Moffitt scaffolding work 6/27-7/1

Starting on Monday, June 27, the scaffolding set up around Moffitt Library will be reconfigured to allow for additional work to be done on the upper parts of the building. This work is scheduled to last through the week, and it may disrupt normal traffic flow at the main entrance to Moffitt and the terrace outside the Free Speech Movement Cafe.

Monday through Wednesday, work will begin on the north side of the building, on the back side of the FSM Cafe terrace and on the side closest to the East Asian Library. On Thursday and Friday, the focus will shift to the main entrance of Moffitt and the FSM Cafe area. Signage, flaggers and caution tape will be used to safely direct everyone, so please stay alert when walking through the work areas.

Commercial vehicles will be parked outside the entrance to Moffitt and in the loading dock area. Materials will be offloaded up the hill near the bike racks and in the loading dock area.

Once the scaffolding is in place, all doors will remain in service during normal hours. The scaffolding is scheduled to be in place until early August.

Thanks for your patience during Moffitt Library's renovation.

Jun 23, 2016 | Categories: Library News | admin

Moffitt Library closed July 16-17

Due to the installation of a new power supply system in Moffitt Library, the entire Moffitt building will be closed the weekend of July 16 and July 17.

We appreciate your patience during this process which is critical for expanding the access to electrical power throughout more areas of the building.

Elizabeth Dupuis
Associate University Librarian
Educational Initiatives & User Services
Director of Doe, Moffitt & the Subject Specialty Libraries

Jun 23, 2016 | Categories: Library News | admin

Proxy Server is available

The recent proxy outage ended as of 8am Thursday, 6/23/16. Please be sure to restart your browser. If you have further difficulties with the proxy, please submit a ticket.

Jun 23, 2016 | Categories: Library News | admin

Open Access research on student evaluations and gender bias

BRII - UC Berkeley Library

Philip Stark, a professor in the Department of Statistics and Associate Dean of the UC Berkeley Division of Mathematical and Physical Sciences, has conducted extensive research to demonstrate that student evaluations do not measure teaching effectiveness. More significantly, his research demonstrates that student evaluations are often biased against female instructors. Professor Stark's work was recently profiled in a Chronicle of Higher Education article "How One Professor Is Trying to Paint a Richer Portrait of Effective Teaching" (June 16, 2016).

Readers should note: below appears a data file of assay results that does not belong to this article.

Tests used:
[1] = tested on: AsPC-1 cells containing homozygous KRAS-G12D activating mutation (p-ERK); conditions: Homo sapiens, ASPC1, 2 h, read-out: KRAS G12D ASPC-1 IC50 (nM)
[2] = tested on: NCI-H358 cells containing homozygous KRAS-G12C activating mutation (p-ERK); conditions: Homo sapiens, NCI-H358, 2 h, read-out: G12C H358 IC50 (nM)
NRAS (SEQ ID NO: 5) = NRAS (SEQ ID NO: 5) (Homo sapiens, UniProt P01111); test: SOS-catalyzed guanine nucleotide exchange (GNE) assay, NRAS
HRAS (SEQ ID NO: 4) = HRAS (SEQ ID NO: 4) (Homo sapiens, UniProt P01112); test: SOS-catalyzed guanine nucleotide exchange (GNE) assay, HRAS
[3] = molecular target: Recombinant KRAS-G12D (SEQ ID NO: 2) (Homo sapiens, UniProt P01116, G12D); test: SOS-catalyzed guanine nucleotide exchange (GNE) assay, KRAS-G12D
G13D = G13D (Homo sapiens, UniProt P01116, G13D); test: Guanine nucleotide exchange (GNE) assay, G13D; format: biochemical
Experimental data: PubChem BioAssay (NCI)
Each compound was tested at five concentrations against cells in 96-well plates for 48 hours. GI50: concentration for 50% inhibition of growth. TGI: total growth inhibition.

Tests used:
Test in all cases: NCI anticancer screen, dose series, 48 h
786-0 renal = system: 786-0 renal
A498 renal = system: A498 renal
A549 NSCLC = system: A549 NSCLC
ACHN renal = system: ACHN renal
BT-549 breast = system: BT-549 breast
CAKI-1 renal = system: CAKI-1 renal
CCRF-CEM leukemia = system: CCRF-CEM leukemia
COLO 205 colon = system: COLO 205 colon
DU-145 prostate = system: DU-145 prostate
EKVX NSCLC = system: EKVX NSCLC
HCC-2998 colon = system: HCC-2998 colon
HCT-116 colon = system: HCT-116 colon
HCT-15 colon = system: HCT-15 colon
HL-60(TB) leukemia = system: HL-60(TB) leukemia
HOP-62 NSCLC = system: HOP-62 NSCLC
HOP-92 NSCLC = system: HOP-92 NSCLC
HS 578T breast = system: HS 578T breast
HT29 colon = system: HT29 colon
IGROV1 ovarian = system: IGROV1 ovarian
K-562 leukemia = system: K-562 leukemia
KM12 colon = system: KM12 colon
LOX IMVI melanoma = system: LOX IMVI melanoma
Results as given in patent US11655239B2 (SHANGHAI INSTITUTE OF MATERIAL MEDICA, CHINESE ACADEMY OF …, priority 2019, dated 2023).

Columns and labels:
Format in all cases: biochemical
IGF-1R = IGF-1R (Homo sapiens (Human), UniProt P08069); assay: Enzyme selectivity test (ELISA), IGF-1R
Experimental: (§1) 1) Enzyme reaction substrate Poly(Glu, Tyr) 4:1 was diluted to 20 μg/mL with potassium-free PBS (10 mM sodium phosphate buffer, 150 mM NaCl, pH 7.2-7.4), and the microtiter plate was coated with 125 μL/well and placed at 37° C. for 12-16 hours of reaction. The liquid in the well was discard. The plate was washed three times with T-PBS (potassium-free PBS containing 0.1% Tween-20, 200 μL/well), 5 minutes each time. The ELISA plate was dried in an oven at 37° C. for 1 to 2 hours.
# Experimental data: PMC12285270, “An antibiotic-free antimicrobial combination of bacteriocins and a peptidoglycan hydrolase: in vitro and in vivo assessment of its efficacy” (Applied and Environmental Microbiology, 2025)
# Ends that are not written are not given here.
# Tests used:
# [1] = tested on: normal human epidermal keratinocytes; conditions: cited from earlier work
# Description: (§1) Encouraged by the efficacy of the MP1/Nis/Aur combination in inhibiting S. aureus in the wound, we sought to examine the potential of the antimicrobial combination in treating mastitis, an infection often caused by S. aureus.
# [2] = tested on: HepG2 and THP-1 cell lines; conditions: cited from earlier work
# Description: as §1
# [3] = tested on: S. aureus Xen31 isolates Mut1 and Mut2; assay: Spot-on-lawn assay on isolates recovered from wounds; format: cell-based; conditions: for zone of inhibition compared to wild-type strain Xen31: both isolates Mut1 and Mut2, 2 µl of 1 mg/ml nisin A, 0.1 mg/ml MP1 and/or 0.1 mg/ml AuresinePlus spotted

Stark and his colleagues, Anne Boring and Kellie Ottoboni, published the original study "Student evaluations of teaching (mostly) do not measure teaching effectiveness" (7 January 2016), in the open access journal Since its publication, according to metrics provided by the journal, the article has had more than 26,000 readers, been tweeted 200 times, and been mentioned in multiple news outlets and blogs. Its Altmetric score is "in the top 5% of all research outputs scored by Altmetric." (Altmetrics is a system which uses non-traditional metrics to gauge an article's impact.)

Publication of this article was made possible by the Berkeley Research Impact Initiative (BRII). Sponsored by the UC Berkeley Library, BRII provides funding to Berkeley authors who wish to make their research findings free to all readers immediately upon publication. The purpose of BRII is to foster broad public access to the work of Berkeley scholars by encouraging the Berkeley community to take advantage of open access publishing opportunities.

Post contributed by Margaret Phillips, Education Librarian, Gender & Women's Studies Librarian

Jun 21, 2016 | Categories: Featured News | admin

Summer Reading List: The Making of the Atomic Bomb

The Making of the Atomic Bomb

The UC Berkeley Summer Reading List is an annual compilation of recommended (though not required) readings suggested by Cal faculty, staff, and students as a welcome to incoming freshmen and transfer students.

The Making of the Atomic Bomb

A remarkable history of the discovery of nuclear fission, which shows how discovery becomes technology, and how technology is interconnected with society, culture, politics, personalities, and (in this case) war.

TERRY JOHNSON Associate Teaching Professor, Vice Chair for Undergraduate Programs, Bioengineering

Post contributed by:
Michael Larkin Lecturer, College Writing Programs
Tim Dilworth First Year Coordinator, Library

Jun 20, 2016 | Categories: Featured News | admin

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